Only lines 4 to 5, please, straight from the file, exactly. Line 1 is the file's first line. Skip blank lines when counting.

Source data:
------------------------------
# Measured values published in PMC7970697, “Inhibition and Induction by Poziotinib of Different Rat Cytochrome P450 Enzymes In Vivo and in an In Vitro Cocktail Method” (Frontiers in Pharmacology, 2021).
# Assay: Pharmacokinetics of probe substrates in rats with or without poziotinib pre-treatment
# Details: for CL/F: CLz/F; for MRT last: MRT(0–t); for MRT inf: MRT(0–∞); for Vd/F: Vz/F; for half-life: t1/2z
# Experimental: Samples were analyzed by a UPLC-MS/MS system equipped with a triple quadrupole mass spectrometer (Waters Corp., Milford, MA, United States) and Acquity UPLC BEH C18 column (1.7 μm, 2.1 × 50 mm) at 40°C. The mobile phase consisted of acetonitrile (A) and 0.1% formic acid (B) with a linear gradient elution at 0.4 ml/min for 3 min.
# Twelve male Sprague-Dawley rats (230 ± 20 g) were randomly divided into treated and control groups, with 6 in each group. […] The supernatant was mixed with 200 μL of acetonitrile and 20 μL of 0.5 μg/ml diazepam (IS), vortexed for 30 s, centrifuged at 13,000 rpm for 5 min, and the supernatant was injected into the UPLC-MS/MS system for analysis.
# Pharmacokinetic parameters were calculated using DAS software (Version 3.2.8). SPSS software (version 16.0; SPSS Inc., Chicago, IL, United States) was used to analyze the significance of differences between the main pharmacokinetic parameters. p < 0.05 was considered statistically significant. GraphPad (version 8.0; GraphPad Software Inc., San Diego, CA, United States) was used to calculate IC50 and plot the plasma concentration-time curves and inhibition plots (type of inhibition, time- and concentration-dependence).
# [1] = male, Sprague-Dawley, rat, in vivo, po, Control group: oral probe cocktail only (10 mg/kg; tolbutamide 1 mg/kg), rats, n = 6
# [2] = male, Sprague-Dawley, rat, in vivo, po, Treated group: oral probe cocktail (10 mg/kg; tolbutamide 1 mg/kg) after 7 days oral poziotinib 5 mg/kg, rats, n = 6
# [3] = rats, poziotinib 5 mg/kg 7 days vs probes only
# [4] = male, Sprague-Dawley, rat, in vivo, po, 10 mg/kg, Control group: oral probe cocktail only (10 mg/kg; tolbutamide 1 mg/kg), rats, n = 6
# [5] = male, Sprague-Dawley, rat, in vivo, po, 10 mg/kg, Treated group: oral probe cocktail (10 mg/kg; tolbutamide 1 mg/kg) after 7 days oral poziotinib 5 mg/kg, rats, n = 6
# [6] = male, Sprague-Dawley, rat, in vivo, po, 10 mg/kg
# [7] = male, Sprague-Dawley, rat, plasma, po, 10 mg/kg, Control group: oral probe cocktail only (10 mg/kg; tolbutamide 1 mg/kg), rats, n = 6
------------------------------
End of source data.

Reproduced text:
# Experimental: Samples were analyzed by a UPLC-MS/MS system equipped with a triple quadrupole mass spectrometer (Waters Corp., Milford, MA, United States) and Acquity UPLC BEH C18 column (1.7 μm, 2.1 × 50 mm) at 40°C. The mobile phase consisted of acetonitrile (A) and 0.1% formic acid (B) with a linear gradient elution at 0.4 ml/min for 3 min.
# Twelve male Sprague-Dawley rats (230 ± 20 g) were randomly divided into treated and control groups, with 6 in each group. […] The supernatant was mixed with 200 μL of acetonitrile and 20 μL of 0.5 μg/ml diazepam (IS), vortexed for 30 s, centrifuged at 13,000 rpm for 5 min, and the supernatant was injected into the UPLC-MS/MS system for analysis.